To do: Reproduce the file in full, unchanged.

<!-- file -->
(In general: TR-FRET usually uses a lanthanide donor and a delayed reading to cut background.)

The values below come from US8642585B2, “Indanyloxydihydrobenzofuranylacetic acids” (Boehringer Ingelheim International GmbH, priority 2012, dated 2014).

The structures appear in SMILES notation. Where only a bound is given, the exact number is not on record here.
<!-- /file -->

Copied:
(In general: TR-FRET usually uses a lanthanide donor and a delayed reading to cut background.)

The values below come from US8642585B2, “Indanyloxydihydrobenzofuranylacetic acids” (Boehringer Ingelheim International GmbH, priority 2012, dated 2014).

The structures appear in SMILES notation. Where only a bound is given, the exact number is not on record here.